Thursday, January 21, 2010

Re-educating Leah

By Leah Choi

Four grueling years of chemistry, biology, math, and physics barely prepared me for life after college. As I entered America’s workforce on November 13th, 2006, I was equipped with nothing more than a general knowledge of what was to come.

Within my first few weeks at RMC Pharmaceutical Solutions, I quickly realized my inadequacies. GMP? GLP? NDA? IND? The acronyms alone could have driven me to near insanity. Likewise, I had spent four years at the University of Colorado learning the theory behind chromatography even putting it into practice on an ancient gas chromatography system. Yet this was no match for the advanced chromatography systems used in today’s biotech industry. To complicate matters further, I did not fully understand the intricacies of working in a regulated environment. What did it mean to follow a standard operating procedure? To evaluate and qualify the design, installation, performance, and operation of an instrument? What did it mean to document deviations? To perform a corrective and preventative action? Each new client and each new project presented a fresh set of unfamiliar issues. I often questioned if I would ever be able to bridge the gap between the theories of my college education with the applications of my working world.

Am I an isolated incident or do current biotechnology educational programs lack the necessary curriculum to develop entry-level employees? According to a recent survey conducted by AAPS (American Association of Pharmaceutical Sciences) and published by the National Institute of Pharmaceutical Technology and Education (NIPTE), 35% of respondents believe that current training for entry-level pharmaceutical development scientists is inadequate, 60% believe that there is a shortage of suitable candidates and nearly 70% asserted that there is an inadequacy in the number of US colleges focusing on industrial needs. According to this survey, academic programs training the majority of pharmaceutical product development scientists have declined substantially in recent years due to the emphasis in professional pharmacy programs on patient care rather than product knowledge. Additionally, these programs lack research funding in basic physical sciences supporting development and manufacturing.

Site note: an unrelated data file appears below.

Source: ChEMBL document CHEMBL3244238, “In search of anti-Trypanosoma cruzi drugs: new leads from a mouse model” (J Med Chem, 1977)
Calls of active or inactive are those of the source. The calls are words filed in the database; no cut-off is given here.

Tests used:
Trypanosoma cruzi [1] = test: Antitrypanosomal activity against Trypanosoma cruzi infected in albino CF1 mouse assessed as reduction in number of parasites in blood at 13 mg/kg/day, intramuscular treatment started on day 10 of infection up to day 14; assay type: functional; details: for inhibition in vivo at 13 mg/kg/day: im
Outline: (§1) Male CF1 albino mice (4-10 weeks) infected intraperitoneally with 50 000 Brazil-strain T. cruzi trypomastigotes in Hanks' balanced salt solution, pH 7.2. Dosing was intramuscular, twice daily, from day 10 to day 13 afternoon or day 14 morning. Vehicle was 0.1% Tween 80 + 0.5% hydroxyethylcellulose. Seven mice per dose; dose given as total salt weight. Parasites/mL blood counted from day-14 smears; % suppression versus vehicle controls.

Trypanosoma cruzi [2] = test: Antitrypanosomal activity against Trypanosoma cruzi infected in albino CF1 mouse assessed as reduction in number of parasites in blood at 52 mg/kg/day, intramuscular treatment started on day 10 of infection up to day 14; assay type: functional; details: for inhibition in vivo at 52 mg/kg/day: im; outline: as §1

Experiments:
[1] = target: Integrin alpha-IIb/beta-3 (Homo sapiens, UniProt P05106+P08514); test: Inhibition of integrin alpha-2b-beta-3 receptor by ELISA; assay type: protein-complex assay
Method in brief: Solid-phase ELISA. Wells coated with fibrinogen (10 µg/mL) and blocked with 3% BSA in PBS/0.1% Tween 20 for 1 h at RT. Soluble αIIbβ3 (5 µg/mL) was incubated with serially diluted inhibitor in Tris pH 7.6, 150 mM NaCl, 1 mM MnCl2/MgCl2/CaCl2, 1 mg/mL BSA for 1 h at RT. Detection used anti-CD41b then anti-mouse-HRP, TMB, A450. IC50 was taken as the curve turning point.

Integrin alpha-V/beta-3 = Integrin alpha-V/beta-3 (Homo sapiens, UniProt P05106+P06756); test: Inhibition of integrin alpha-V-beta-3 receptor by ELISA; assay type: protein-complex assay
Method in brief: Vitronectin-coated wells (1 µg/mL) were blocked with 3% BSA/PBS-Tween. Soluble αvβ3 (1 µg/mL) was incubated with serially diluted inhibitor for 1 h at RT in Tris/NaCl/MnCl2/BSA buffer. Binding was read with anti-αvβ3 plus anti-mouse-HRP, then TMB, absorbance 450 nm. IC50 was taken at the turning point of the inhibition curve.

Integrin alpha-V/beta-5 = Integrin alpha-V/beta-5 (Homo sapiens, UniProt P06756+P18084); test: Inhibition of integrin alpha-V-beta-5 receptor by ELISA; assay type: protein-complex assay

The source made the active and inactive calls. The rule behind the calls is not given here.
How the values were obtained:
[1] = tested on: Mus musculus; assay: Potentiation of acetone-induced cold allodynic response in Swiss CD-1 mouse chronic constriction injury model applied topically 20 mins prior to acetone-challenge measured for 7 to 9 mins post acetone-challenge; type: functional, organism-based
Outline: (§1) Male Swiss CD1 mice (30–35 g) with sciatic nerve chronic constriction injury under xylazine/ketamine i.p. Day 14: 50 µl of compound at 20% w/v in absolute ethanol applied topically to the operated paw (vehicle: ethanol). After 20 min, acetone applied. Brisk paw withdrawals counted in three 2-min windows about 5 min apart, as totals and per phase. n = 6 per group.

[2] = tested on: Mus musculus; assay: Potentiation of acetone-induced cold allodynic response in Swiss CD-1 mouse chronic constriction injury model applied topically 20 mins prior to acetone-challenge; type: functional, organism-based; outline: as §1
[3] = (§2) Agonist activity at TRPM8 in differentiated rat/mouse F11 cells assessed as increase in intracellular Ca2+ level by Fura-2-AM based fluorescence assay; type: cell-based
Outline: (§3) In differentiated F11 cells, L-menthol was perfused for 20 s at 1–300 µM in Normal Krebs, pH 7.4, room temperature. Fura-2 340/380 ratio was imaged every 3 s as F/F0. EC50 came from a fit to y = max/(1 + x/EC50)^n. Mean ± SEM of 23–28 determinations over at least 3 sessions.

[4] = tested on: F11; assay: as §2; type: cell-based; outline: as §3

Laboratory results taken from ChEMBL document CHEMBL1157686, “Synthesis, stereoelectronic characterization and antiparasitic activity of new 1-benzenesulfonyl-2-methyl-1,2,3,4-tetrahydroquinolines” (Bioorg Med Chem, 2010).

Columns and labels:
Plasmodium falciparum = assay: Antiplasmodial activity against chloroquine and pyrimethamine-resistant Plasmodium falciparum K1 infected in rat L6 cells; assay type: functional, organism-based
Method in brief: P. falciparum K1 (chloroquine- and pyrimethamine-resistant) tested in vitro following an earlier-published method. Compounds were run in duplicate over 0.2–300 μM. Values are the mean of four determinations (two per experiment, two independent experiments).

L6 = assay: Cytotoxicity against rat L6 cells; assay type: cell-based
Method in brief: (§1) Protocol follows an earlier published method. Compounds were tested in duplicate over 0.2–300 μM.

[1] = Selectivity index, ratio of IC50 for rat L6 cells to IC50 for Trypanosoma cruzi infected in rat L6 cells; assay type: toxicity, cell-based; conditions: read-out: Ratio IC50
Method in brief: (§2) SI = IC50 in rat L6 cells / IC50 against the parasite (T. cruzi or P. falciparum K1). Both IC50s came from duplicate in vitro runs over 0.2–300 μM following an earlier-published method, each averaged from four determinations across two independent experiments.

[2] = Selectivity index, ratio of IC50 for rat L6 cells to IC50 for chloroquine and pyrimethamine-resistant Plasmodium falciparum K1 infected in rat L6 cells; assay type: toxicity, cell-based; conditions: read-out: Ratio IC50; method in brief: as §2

With so much on the line, what is currently being done to address these nationally recognized problems? Organizations such as NIPTE have implemented plans with hopes of providing the “highest caliber entry-level scientists/engineers for the pharmaceutical and biopharmaceutical industries”. These plans include training students in degree programs using shared curricula materials, summer training programs and industrial internships via a network of industrial and institutional collaborators. The curriculum is based on “the precepts of interdisciplinary approaches strongly advocated by the National Academy of Sciences and constructivist learning theories important in the development of modern engineering and science higher education”. Presently, only ten universities have signed onto this plan: Duquesne University, Illinois Institute of Technology, Purdue University, Rutgers University, University Puerto Rico San Juan/Mayaguez, University of Connecticut, University of Iowa, University of Kansas, University of Kentucky, University of Maryland-Baltimore, and the University of Minnesota.

Other initiatives include the National Science Foundation (NSF) which currently provides $16.3 million in support of biotechnology programs through its Advance Technological Education (ATE) program. NSF regularly brings together scientists, educators, and other stakeholders to share their opinions on official issues such as biotechnology workforce development. Panelists share their opinions about how the biotechnology industry will grow during the next five years, the skills that technicians will require to meet workforce needs, and their experiences with promising educational practices. April 2008 conference recommendations include

1. instruction in written and verbal communication and “soft skill” such as team work and time management;